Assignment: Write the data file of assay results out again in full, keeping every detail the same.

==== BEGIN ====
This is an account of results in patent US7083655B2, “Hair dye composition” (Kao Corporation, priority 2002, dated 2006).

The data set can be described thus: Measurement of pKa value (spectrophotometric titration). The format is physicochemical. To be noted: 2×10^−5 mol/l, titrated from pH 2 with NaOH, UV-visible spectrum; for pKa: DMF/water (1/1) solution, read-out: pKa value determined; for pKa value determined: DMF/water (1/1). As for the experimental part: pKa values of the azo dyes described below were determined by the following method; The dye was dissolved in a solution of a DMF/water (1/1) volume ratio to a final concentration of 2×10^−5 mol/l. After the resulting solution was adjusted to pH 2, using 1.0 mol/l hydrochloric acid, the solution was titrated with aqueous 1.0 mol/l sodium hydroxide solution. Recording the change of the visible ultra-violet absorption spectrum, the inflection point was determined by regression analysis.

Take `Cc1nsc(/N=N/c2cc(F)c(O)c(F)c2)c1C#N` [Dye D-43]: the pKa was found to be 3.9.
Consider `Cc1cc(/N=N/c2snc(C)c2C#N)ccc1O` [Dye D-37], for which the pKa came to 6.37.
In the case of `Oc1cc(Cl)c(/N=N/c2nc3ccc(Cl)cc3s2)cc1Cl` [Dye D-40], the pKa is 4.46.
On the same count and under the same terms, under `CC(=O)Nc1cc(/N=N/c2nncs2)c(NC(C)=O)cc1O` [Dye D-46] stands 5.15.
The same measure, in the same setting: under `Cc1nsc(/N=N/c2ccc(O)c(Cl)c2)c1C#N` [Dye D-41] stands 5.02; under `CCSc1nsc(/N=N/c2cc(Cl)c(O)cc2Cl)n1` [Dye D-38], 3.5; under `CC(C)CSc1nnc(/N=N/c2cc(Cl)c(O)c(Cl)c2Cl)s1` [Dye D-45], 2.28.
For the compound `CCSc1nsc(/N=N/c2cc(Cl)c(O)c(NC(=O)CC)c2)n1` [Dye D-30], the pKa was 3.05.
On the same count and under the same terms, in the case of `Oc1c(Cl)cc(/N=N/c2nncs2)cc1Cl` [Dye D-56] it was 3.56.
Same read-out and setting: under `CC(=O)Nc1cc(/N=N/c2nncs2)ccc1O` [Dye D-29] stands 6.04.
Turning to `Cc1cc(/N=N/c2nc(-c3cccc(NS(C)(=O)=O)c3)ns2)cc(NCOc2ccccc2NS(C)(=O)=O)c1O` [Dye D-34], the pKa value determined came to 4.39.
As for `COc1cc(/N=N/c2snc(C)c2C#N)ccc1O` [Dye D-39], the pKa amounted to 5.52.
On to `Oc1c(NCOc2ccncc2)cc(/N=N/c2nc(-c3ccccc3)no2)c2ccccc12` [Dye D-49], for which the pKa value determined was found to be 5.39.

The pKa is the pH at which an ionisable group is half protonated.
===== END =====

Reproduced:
This is an account of results in patent US7083655B2, “Hair dye composition” (Kao Corporation, priority 2002, dated 2006).

The data set can be described thus: Measurement of pKa value (spectrophotometric titration). The format is physicochemical. To be noted: 2×10^−5 mol/l, titrated from pH 2 with NaOH, UV-visible spectrum; for pKa: DMF/water (1/1) solution, read-out: pKa value determined; for pKa value determined: DMF/water (1/1). As for the experimental part: pKa values of the azo dyes described below were determined by the following method; The dye was dissolved in a solution of a DMF/water (1/1) volume ratio to a final concentration of 2×10^−5 mol/l. After the resulting solution was adjusted to pH 2, using 1.0 mol/l hydrochloric acid, the solution was titrated with aqueous 1.0 mol/l sodium hydroxide solution. Recording the change of the visible ultra-violet absorption spectrum, the inflection point was determined by regression analysis.

Take `Cc1nsc(/N=N/c2cc(F)c(O)c(F)c2)c1C#N` [Dye D-43]: the pKa was found to be 3.9.
Consider `Cc1cc(/N=N/c2snc(C)c2C#N)ccc1O` [Dye D-37], for which the pKa came to 6.37.
In the case of `Oc1cc(Cl)c(/N=N/c2nc3ccc(Cl)cc3s2)cc1Cl` [Dye D-40], the pKa is 4.46.
On the same count and under the same terms, under `CC(=O)Nc1cc(/N=N/c2nncs2)c(NC(C)=O)cc1O` [Dye D-46] stands 5.15.
The same measure, in the same setting: under `Cc1nsc(/N=N/c2ccc(O)c(Cl)c2)c1C#N` [Dye D-41] stands 5.02; under `CCSc1nsc(/N=N/c2cc(Cl)c(O)cc2Cl)n1` [Dye D-38], 3.5; under `CC(C)CSc1nnc(/N=N/c2cc(Cl)c(O)c(Cl)c2Cl)s1` [Dye D-45], 2.28.
For the compound `CCSc1nsc(/N=N/c2cc(Cl)c(O)c(NC(=O)CC)c2)n1` [Dye D-30], the pKa was 3.05.
On the same count and under the same terms, in the case of `Oc1c(Cl)cc(/N=N/c2nncs2)cc1Cl` [Dye D-56] it was 3.56.
Same read-out and setting: under `CC(=O)Nc1cc(/N=N/c2nncs2)ccc1O` [Dye D-29] stands 6.04.
Turning to `Cc1cc(/N=N/c2nc(-c3cccc(NS(C)(=O)=O)c3)ns2)cc(NCOc2ccccc2NS(C)(=O)=O)c1O` [Dye D-34], the pKa value determined came to 4.39.
As for `COc1cc(/N=N/c2snc(C)c2C#N)ccc1O` [Dye D-39], the pKa amounted to 5.52.
On to `Oc1c(NCOc2ccncc2)cc(/N=N/c2nc(-c3ccccc3)no2)c2ccccc12` [Dye D-49], for which the pKa value determined was found to be 5.39.

The pKa is the pH at which an ionisable group is half protonated.